Glutaricacidurias are rare hereditary metabolic disorders, caused by a deficiency or absence of an enzyme needed to break down certain chemicals in the body, resulting in the accumulation of several organic acids in the blood and urine. These disorders may have an extremely variable age of onset. Symptoms may include specific physical birth defects, a short life span, an enlarged head (macrocephaly), decreased muscle tone (hypotonia), nausea, vomiting, and low sugar (hypoglycemia) and excess acid in the blood. Affected individuals may also have involuntary movements of the trunk and limbs (dystonia or athetosis) and mental retardation may also occur. (For more information on these disorders, choose "Glutaricaciduria I" and "Glutaricaciduria II" as your search terms in the Rare Disease Database.)
Krabbe leukodystrophy is a rare inherited lipid storage disorder caused by a deficiency of the enzyme galactocerebrosidase (GALC), which is necessary for the breakdown (metabolism) of the sphingolipids galactosylceremide and psychosine. Failure to break down these sphingolipids results in degeneration of the myelin sheath surrounding nerves in the brain (demyelination). Characteristic globoid cells appear in affected areas of the brain. This metabolic disorder is characterized by progressive neurological dysfunction such as mental retardation, paralysis, blindness, deafness and paralysis of certain facial muscles (pseudobulbar palsy). Krabbe leukodystrophy is inherited as an autosomal recessive trait. (For more information on these disorders, choose "Leukodystrophy, Krabbe's" as your search terms in the Rare Disease Database.)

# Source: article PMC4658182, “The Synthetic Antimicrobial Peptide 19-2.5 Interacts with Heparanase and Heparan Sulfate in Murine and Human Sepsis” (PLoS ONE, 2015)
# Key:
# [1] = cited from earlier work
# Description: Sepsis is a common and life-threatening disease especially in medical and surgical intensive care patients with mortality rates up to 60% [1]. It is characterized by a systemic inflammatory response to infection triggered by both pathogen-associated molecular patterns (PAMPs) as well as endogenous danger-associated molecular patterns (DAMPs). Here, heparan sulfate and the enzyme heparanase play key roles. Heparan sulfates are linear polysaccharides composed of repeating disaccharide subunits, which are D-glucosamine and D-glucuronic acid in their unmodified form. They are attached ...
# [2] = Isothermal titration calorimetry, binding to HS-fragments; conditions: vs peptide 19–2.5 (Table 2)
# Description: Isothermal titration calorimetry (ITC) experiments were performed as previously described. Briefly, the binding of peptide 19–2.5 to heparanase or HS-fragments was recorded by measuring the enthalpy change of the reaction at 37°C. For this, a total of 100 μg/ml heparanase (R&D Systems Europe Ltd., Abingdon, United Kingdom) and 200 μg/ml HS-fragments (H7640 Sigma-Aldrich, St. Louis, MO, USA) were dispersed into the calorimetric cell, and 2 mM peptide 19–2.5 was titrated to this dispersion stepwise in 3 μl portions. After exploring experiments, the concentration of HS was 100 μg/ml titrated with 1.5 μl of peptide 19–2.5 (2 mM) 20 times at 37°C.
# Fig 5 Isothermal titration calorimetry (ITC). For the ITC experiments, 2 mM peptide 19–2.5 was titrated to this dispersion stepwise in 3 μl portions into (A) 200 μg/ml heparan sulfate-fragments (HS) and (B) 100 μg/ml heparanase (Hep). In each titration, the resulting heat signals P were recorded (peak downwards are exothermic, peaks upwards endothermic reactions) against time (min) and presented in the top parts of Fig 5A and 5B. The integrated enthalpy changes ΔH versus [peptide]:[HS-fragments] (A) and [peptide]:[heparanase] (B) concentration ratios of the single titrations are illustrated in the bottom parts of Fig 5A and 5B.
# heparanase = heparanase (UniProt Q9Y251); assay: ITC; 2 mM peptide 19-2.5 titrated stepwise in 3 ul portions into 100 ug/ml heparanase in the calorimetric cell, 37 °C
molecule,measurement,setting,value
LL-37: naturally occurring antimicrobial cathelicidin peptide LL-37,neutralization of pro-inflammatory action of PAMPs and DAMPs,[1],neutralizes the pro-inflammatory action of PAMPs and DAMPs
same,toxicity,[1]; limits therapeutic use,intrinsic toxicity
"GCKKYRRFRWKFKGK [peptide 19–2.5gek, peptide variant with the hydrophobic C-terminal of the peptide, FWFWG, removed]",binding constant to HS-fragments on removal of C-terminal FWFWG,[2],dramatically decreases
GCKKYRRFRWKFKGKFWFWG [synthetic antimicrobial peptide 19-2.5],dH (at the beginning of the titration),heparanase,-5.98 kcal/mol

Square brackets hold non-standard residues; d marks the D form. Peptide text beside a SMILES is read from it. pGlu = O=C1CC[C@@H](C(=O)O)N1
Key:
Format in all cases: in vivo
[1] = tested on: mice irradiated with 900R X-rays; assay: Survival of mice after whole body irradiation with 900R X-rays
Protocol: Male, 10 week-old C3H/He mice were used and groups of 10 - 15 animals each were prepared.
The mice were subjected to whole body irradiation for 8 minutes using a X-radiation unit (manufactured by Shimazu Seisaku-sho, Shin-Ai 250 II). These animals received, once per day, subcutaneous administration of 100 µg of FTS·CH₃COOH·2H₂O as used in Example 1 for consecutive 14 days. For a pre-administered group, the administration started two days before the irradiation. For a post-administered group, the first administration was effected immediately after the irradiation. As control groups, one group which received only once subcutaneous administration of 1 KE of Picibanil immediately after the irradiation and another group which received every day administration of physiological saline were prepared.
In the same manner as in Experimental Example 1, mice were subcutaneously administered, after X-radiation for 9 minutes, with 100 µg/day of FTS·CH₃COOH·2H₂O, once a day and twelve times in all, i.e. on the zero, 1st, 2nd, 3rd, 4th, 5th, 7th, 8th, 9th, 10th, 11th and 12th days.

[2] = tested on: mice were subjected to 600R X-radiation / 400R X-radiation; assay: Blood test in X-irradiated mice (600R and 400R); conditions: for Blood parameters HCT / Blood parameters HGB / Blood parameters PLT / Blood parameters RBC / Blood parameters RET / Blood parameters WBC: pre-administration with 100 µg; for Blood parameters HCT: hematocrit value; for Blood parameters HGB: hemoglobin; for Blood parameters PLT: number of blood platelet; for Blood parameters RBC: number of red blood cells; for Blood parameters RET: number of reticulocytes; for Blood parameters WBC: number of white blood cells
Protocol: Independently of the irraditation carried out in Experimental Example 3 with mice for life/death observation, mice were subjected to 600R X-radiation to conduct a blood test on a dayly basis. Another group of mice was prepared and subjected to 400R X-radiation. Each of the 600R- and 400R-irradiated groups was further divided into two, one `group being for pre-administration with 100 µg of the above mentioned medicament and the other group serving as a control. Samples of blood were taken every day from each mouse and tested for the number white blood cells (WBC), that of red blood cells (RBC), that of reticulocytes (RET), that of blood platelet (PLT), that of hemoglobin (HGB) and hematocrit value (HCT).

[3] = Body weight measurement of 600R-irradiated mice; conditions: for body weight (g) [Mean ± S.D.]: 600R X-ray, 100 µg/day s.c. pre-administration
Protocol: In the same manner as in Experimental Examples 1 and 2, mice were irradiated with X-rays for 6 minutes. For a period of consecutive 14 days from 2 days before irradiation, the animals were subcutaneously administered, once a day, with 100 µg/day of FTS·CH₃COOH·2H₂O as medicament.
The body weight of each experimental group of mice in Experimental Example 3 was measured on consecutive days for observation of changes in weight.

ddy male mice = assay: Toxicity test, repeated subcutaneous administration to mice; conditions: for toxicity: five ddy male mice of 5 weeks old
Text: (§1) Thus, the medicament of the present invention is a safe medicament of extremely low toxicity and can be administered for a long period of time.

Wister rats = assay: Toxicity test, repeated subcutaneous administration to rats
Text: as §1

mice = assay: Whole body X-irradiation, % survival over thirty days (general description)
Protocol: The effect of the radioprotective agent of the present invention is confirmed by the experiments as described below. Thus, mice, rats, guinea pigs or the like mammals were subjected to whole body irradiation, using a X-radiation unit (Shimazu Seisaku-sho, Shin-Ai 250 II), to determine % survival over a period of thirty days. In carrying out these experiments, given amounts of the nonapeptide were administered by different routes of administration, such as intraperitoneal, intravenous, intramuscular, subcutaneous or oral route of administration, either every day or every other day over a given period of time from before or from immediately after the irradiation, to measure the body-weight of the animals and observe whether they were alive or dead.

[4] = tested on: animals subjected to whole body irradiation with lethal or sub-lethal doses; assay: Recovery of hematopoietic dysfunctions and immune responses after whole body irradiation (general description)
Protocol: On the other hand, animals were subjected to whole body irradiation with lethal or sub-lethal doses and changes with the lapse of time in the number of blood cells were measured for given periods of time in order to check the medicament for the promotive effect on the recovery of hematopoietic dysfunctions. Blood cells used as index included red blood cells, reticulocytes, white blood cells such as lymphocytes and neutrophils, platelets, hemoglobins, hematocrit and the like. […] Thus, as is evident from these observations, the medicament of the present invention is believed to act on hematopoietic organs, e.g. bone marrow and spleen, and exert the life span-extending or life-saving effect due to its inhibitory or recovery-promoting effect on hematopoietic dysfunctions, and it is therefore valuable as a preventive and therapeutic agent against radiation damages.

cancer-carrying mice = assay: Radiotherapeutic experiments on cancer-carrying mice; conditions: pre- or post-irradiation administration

Leigh syndrome is a rare genetic neurometabolic disorder characterized by the degeneration of the CNS. The symptoms of Leigh syndrome usually begin between the ages of three months and two years. Symptoms are associated with progressive neurological deterioration and may include loss of previously acquired motor skills, loss of appetite, vomiting, irritability, and/or seizure activity. As Leigh syndrome progresses, symptoms may also include generalized weakness, lack of muscle tone (hypotonia), and episodes of lactic acidosis, which may lead to impairment of respiratory and kidney function. (For more information on this disorder, choose "Leigh syndrome" as your search term in the Rare Disease Database.)
Metachromatic leukodystrophy is a rare inherited leukodystrophy characterized by the abnormal accumulation of a fatty-like substance (sphingolipid) in the brain and other tissues of the body. Symptoms of this disorder may include muscle rigidity, visual impairment, and/or convulsions. Previously acquired physical and intellectual skills may be lost. This disorder may begin in infancy, adolescence, or adulthood. It is an autosomal recessive disorder. (For more information on this disorder, choose "Metachromatic Leukodystrophy" as your search term in the Rare Disease Database.)
Pelizaeus-Merzbacher brain sclerosis is a very rare inherited leukodystrophy characterized by the degeneration of the brain caused by the loss of the fatty myelin sheath covering the nerves (demyelination). This disorder may begin in infancy or adulthood. The first symptoms in an infant include failure to thrive, developmental delays, muscle spasms, unsteadiness, weakness, and/or visual impairment. Deformities of the bones and convulsions are sometimes seen. It is usually inherited from the mother and is most common in boys. (For more information on this disorder, choose "Pelizaeus-Merzbacher" as your search term in the Rare Disease Database.)